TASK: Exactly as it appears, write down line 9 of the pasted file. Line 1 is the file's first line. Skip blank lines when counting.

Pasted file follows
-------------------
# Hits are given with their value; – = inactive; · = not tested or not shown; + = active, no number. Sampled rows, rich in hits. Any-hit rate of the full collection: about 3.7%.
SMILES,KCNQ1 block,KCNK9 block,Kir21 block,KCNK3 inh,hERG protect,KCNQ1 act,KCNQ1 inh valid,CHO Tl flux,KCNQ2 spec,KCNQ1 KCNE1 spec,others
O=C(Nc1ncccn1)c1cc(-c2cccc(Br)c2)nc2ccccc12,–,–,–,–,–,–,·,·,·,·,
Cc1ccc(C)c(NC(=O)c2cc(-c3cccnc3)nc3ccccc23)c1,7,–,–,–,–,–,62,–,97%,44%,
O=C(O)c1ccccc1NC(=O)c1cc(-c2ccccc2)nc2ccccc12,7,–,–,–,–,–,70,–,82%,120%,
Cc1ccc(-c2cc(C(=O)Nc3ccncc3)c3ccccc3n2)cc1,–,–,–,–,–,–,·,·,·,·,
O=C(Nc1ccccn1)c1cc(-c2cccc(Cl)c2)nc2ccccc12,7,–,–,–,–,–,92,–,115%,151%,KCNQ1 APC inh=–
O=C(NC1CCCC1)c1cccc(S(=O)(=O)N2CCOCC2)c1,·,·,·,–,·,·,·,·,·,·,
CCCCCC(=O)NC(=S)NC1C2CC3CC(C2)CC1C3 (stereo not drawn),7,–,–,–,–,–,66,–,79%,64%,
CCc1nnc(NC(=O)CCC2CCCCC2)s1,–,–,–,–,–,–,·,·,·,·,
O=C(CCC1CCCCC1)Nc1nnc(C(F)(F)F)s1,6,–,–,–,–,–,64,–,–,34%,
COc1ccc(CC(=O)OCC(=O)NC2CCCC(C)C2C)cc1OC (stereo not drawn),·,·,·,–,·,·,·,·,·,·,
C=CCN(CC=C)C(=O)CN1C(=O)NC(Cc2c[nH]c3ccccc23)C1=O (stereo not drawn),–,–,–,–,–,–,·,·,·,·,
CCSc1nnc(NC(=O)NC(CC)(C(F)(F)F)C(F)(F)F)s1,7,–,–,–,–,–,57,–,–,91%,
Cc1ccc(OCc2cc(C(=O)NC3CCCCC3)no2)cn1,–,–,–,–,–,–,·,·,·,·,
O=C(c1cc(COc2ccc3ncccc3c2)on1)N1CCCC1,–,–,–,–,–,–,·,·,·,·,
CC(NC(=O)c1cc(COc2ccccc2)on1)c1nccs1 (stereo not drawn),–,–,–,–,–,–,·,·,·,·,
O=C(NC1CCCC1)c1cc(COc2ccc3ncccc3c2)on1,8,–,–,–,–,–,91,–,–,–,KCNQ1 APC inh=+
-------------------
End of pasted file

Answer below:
CCCCCC(=O)NC(=S)NC1C2CC3CC(C2)CC1C3 (stereo not drawn),7,–,–,–,–,–,66,–,79%,64%,